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Upcoming conference: Adolescent domestic abuse

The conference is in the Oliver Thompson Lecture Theatre (C101), in the Tait Building, at City.

If registered, please enter through the main entrance in the University Building, across from Northampton Square, a green space with a gazebo. There is also a silver sculpture in front of University Building.

Only those that registered will be able to enter the conference room.

To register please see: VISION and VASC Adolescent Domestic Abuse conference

The UK Prevention Research Partnership Violence, Health & Society (VISION) consortium and the Violence and Society Centre at City, University of London, are pleased to announce the Adolescent Domestic Abuse conference.

Thursday 18th April 2024, 10:00 – 17:00 followed by a reception 
Oliver Thompson Lecture Theatre (Tait Bldg), City, University of London, EC1B 0HB 

Adolescent domestic abuse, which includes physical, emotional, and/or sexual abuse that occurs between young people who are, or were, dating, is often overlooked in research, policy and practice. The current definition of domestic abuse leaves those aged under 16 in teenage relationships falling into the gap between child protection procedures and adult-focused domestic abuse policy. 

The conference brings together academics, practitioners, and policy makers to share existing research, policy and practice.

Registration is required and free. This is an in person conference only and catering will be provided. If you cannot attend but would like the slides, please contact the email listed below.

The programme: 

  • 9:30 – 10:00 Registration & refreshments 
  • 10:00 – 10:20 Welcome & setting the scene, Dr Ruth Weir, Violence and Society Centre, City, University of London and Katy Barrow-Grint, Assistant Chief Constable, Thames Valley Police
  • 10:20 – 10:40 Introductory Speaker, Louisa Rolfe OBE, Metropolitan Police and National Police Chief Council lead for Domestic Abuse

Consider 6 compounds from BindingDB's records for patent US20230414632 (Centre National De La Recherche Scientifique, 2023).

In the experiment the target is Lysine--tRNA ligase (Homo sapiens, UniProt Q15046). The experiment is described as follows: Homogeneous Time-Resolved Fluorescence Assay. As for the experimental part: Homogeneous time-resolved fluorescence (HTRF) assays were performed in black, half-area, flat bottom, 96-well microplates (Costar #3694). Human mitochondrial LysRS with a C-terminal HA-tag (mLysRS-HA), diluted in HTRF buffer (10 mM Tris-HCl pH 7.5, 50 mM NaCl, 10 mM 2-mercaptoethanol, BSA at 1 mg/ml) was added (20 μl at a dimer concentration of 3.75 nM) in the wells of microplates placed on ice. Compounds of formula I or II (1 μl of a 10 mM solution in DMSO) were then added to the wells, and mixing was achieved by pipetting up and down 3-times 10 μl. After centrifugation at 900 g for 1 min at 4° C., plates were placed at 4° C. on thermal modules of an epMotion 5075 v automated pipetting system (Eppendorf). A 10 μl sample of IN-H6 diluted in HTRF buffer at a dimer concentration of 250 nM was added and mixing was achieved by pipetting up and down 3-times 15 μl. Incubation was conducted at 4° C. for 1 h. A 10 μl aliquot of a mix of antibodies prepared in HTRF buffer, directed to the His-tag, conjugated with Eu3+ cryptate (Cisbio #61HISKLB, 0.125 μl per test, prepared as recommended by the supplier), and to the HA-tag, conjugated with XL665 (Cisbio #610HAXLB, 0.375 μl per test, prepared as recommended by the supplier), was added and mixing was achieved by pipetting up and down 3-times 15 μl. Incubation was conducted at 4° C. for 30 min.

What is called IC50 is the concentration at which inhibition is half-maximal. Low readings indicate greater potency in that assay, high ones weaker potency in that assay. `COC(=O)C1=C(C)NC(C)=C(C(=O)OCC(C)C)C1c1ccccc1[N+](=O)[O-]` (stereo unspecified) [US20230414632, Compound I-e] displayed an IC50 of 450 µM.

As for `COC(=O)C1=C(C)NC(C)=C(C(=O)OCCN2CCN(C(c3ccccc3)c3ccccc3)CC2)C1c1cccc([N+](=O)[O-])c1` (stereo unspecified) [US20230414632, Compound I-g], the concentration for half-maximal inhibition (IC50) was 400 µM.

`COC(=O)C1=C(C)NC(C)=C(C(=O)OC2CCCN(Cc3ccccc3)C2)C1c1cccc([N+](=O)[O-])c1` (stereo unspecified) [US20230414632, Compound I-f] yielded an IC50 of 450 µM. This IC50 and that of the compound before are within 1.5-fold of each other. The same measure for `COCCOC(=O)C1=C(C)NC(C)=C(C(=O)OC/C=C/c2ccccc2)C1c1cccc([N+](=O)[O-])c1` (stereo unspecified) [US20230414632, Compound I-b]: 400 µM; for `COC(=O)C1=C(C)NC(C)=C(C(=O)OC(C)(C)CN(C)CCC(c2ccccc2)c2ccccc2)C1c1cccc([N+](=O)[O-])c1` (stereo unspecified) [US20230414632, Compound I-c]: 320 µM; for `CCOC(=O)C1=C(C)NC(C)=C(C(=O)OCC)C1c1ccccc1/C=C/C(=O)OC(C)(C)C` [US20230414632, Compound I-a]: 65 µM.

• 10:40 – 11:00 Rapid evidence review on domestic abuse in teenage relationships, Flavia Lamarre, and Dr Ruth Weir, City, University of London
  • 11:00 – 11:30 Learning from the lived experience, SafeLives Changemakers
  • 11:30 – 12:00 Researching abuse within teenage relationships: A critique of a decade’s work and what we could do better, Professor Christine Barter, Co-Director of the Connect Centre for International Research on Interpersonal Violence and Harm, University of Central Lancashire 
  • 12:00 – 13:00 Lunch
  • 13:00 – 14:20 Panel 1: Teenage relationships and abuse: What the research says, chaired by Professor Sally McManus, Director of the Violence and Society Centre and Deputy Director of the VISION research project
  • Panel 1: Step up, Speak Out: Amplifying young people’s voices in understanding and responding to adolescent domestic abuse, Janelle Rabe, Centre for Research into Violence and Abuse, Durham University
  • Panel 1: In practice it can be so much harder’: Young people’s approaches and experiences of supporting friends experiencing domestic abuse, Jen Daw and Sally Steadman South, SafeLives
  • Panel 1: Healthy relationships: children and young people attitudes and influences, Hannah Williams and Sarah Davidge, Women’s Aid
  • Panel 1: Intimate partner femicide against young women, Dr Shilan Caman, Karolinska Institutet, Sweden
  • 14:20 – 14:35 Break
  • 14:35 – 15:35 Panel 2: Sexual violence in teenage relationships, chaired by Katy Barrow-Grint, Thames Valley Police
  • Panel 2: “Always the rule that you can’t say no”: Adolescent women’s experiences of sexual violence in dating relationships – Dr Kirsty McGregor, Loughborough University